Ray Cataldi, webmaster



Dear Mr. Cataldi,

I recently stumbled upon your website, and find it most interesting.  I enjoy reading all the articles and links by and for people who love Great Danes.
I too am a lover of Danes.  As a matter of fact, I am convinced that God stopped making "proto-types" of what a dog should be when he made the Great Dane.  He finally got it right!
I came to that conclusion way back around 1968 when I saw an ad in a Chicago newspaper announcing "Great Dane puppies for sale".  I called the person at the number listed and drove a considerable distance to see the puppies.  When I finally found the house "out in the Boonies" as we used to say, I spoke to the young man who had placed the ad.  He was a very pleasant kid, who obviously loved the breed.  The house made it just as obvious that he wasn't getting "rich" in the breeding business, and I began to wonder if I had wasted a lot of gas just to see some "so-called" Great Dane pups.
My fears were soon dispelled.  What I found was a pile of little Lions with big feet, floppy ears and needle like teeth.  I was hooked!  As you might expect, the breeder began a dissertation about the parents of the pups, and that all went right over my head.  I too was little more than a kid, although I had been a Chicago Police Officer for over three years by then.  All I was basically interested in was to get a big, beautiful and healthy Great Dane.  Since I had recently married, I was also ordered to get a dog for protection for my new bride, in case I had to work nights as a cop. 
The breeder offered me choice of the pups, and I was told that I chose the "pick of the litter".  How astute of me!  I then asked the price, and almost choked!  This was the first dog I ever bought, and didn't know that they sold "by the pound"!  Not that the price was unreasonable, but in 1968, that puppy was over a month's salary for a cop!  Hey, I picked up the pup, he licked my face, and money was no object!
After regaining my financial composer, the breeder provided information of the care and feeding of this new addition to the family, and strongly recommended that if I had the puppy's ears cropped to ONLY go the a veterinarian by the name of Dr. Stresser in Chicago.  I took the advice.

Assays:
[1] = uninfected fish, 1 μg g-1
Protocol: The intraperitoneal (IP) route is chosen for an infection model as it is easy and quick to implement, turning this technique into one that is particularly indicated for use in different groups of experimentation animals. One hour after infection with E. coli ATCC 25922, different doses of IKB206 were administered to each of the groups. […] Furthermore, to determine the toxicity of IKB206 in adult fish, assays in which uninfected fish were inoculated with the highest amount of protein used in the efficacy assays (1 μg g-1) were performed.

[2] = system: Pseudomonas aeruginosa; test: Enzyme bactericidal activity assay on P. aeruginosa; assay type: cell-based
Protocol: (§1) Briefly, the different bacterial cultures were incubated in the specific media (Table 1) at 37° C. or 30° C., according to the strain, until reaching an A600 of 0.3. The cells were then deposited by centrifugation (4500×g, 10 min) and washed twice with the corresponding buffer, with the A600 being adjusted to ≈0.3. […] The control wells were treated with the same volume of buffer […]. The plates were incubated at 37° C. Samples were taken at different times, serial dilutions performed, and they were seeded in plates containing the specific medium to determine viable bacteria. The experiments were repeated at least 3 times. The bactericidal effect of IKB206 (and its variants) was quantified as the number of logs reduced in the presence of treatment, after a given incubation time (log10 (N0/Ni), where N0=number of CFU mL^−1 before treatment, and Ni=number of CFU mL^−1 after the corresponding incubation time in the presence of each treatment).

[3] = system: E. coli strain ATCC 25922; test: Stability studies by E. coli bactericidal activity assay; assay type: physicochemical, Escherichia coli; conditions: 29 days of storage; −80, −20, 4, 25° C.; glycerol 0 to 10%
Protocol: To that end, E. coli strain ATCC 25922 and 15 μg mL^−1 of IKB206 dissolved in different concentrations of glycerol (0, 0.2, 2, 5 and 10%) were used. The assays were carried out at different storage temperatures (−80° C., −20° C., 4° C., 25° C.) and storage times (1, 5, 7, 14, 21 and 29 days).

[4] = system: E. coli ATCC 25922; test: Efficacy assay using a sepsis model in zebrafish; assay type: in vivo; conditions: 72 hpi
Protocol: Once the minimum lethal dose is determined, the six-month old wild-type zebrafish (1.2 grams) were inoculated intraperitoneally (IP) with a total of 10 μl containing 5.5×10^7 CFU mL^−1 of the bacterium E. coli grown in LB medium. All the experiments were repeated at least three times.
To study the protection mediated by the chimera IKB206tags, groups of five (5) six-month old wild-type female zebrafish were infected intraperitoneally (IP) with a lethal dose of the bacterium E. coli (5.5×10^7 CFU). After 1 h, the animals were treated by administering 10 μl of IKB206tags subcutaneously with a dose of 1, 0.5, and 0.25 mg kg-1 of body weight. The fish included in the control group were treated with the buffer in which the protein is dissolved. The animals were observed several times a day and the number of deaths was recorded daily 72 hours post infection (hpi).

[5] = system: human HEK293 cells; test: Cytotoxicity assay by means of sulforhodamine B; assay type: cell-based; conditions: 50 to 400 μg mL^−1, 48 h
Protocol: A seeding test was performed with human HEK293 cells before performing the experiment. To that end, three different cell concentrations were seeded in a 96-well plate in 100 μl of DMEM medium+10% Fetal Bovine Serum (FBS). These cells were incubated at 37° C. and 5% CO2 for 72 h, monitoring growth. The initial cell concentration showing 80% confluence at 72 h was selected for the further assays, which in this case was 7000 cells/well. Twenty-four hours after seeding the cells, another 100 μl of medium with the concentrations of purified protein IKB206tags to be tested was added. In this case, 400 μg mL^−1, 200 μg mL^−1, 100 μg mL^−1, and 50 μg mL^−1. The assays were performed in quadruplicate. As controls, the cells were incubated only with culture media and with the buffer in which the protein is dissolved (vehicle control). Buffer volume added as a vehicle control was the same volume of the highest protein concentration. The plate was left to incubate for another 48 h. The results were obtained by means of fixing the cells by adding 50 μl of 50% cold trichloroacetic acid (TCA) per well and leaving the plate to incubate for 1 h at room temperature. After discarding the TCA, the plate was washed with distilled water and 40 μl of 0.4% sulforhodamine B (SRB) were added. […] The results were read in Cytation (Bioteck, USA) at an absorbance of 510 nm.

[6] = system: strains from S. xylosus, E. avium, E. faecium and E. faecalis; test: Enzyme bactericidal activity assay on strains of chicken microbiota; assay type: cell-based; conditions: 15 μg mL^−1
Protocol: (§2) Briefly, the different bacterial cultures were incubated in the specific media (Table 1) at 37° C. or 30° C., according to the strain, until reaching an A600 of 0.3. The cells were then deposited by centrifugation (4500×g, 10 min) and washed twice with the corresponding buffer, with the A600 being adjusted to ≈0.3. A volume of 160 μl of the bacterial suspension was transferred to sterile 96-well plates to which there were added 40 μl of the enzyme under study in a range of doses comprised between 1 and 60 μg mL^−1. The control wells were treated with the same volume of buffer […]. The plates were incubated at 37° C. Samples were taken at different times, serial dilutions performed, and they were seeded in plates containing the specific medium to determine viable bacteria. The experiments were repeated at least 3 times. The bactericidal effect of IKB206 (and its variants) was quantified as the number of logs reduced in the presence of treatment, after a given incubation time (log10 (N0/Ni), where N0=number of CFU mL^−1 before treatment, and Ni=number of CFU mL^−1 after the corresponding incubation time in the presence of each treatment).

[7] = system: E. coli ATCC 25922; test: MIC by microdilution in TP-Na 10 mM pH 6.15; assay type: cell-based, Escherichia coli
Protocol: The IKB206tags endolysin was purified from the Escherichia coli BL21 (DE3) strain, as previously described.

In any case, now some 36 years later, I have yet to see a Fawn Great Dane that should be considered more REVERED than that puppy  I got all those years ago.  He was not only the most beautiful Fawn I have ever seen, he was the smartest.  He would serve himself when hungry by getting his own food from the top of the refrigerator!  He would answer the phone when it rang, and prevent further annoying calls, by chewing up the phone cord!  He would keep me warm on those cold Chicago winter mornings, after my wife left for work by crawling in under the covers and "snuggling"!  I even trained him to protect my wife by pretending to hit her and he would pull on my arm to get me to stop!  Of course he would find me anywhere in the house and pull on my arm, even when I had a friend pretend to hit my wife, but he sort of got the idea, I think?  The MOST REVERED DANE you say?  Well, I owned, or should I say was owned by, the the most beautiful, most intelligent, most loving "Standard of the Breed"!  He was the pick of that last litter of Waco's Faro of Apollo.  His registered name was Taboo of Faro, but we just called him Taboo.  I think the breeder mentioned something about his ol' man was at the time selected as the Top Fawn Great Dane in the country by Dog World Magazine.  But Dog World Magazine never saw his kid!
I never got a chance to thank that breeder for all those wonderful times and memories.  He used to live in a small place in a north Chicago suburb called Round Lake or Round Lake Beach, I think.  I wonder if he still has any Great Danes?  He really showed promise for producing beautiful Great Dane puppies!
In my next e-mail, as Paul Harvey would say. I'll tell you "The rest of the story".
Jim Carroll - Lt. - Chicago P.D. (Ret.)
St. Cloud, Florida

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